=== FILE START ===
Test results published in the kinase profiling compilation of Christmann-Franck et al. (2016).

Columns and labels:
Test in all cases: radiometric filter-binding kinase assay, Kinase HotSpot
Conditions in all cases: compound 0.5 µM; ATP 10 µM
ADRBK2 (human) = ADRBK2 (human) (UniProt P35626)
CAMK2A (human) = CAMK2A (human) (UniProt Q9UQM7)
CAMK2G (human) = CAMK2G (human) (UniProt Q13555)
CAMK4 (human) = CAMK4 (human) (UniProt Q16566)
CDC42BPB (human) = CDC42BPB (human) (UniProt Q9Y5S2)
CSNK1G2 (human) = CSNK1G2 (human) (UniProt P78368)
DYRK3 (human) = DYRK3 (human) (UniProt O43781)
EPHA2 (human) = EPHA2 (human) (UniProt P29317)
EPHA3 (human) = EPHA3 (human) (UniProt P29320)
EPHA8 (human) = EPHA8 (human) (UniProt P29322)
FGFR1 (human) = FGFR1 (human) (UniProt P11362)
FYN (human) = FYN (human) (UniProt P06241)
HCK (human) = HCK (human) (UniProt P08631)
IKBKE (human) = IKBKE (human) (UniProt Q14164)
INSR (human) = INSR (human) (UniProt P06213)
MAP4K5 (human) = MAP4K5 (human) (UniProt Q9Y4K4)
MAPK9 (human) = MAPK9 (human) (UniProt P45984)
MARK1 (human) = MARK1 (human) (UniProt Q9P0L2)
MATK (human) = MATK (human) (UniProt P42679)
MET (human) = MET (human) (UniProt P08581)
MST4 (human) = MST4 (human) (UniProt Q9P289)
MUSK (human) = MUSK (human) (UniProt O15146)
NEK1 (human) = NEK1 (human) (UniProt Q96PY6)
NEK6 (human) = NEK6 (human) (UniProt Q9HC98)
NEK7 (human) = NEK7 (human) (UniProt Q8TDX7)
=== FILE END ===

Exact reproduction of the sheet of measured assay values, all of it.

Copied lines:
Test results published in the kinase profiling compilation of Christmann-Franck et al. (2016).

Columns and labels:
Test in all cases: radiometric filter-binding kinase assay, Kinase HotSpot
Conditions in all cases: compound 0.5 µM; ATP 10 µM
ADRBK2 (human) = ADRBK2 (human) (UniProt P35626)
CAMK2A (human) = CAMK2A (human) (UniProt Q9UQM7)
CAMK2G (human) = CAMK2G (human) (UniProt Q13555)
CAMK4 (human) = CAMK4 (human) (UniProt Q16566)
CDC42BPB (human) = CDC42BPB (human) (UniProt Q9Y5S2)
CSNK1G2 (human) = CSNK1G2 (human) (UniProt P78368)
DYRK3 (human) = DYRK3 (human) (UniProt O43781)
EPHA2 (human) = EPHA2 (human) (UniProt P29317)
EPHA3 (human) = EPHA3 (human) (UniProt P29320)
EPHA8 (human) = EPHA8 (human) (UniProt P29322)
FGFR1 (human) = FGFR1 (human) (UniProt P11362)
FYN (human) = FYN (human) (UniProt P06241)
HCK (human) = HCK (human) (UniProt P08631)
IKBKE (human) = IKBKE (human) (UniProt Q14164)
INSR (human) = INSR (human) (UniProt P06213)
MAP4K5 (human) = MAP4K5 (human) (UniProt Q9Y4K4)
MAPK9 (human) = MAPK9 (human) (UniProt P45984)
MARK1 (human) = MARK1 (human) (UniProt Q9P0L2)
MATK (human) = MATK (human) (UniProt P42679)
MET (human) = MET (human) (UniProt P08581)
MST4 (human) = MST4 (human) (UniProt Q9P289)
MUSK (human) = MUSK (human) (UniProt O15146)
NEK1 (human) = NEK1 (human) (UniProt Q96PY6)
NEK6 (human) = NEK6 (human) (UniProt Q9HC98)
NEK7 (human) = NEK7 (human) (UniProt Q8TDX7)